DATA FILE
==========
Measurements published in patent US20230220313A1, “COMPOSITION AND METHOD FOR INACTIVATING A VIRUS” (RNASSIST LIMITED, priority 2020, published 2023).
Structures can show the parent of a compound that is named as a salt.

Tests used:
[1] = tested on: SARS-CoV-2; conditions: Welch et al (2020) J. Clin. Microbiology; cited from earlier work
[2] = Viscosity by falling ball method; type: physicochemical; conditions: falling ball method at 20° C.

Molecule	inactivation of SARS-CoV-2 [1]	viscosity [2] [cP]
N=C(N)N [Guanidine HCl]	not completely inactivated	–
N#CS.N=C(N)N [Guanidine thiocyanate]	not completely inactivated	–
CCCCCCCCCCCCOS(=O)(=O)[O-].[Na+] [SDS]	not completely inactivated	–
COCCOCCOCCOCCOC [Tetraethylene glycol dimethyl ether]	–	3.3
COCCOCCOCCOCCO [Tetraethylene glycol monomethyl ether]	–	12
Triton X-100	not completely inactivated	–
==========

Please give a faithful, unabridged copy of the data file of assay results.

Measurements published in patent US20230220313A1, “COMPOSITION AND METHOD FOR INACTIVATING A VIRUS” (RNASSIST LIMITED, priority 2020, published 2023).
Structures can show the parent of a compound that is named as a salt.

Tests used:
[1] = tested on: SARS-CoV-2; conditions: Welch et al (2020) J. Clin. Microbiology; cited from earlier work
[2] = Viscosity by falling ball method; type: physicochemical; conditions: falling ball method at 20° C.

Molecule	inactivation of SARS-CoV-2 [1]	viscosity [2] [cP]
N=C(N)N [Guanidine HCl]	not completely inactivated	–
N#CS.N=C(N)N [Guanidine thiocyanate]	not completely inactivated	–
CCCCCCCCCCCCOS(=O)(=O)[O-].[Na+] [SDS]	not completely inactivated	–
COCCOCCOCCOCCOC [Tetraethylene glycol dimethyl ether]	–	3.3
COCCOCCOCCOCCO [Tetraethylene glycol monomethyl ether]	–	12
Triton X-100	not completely inactivated	–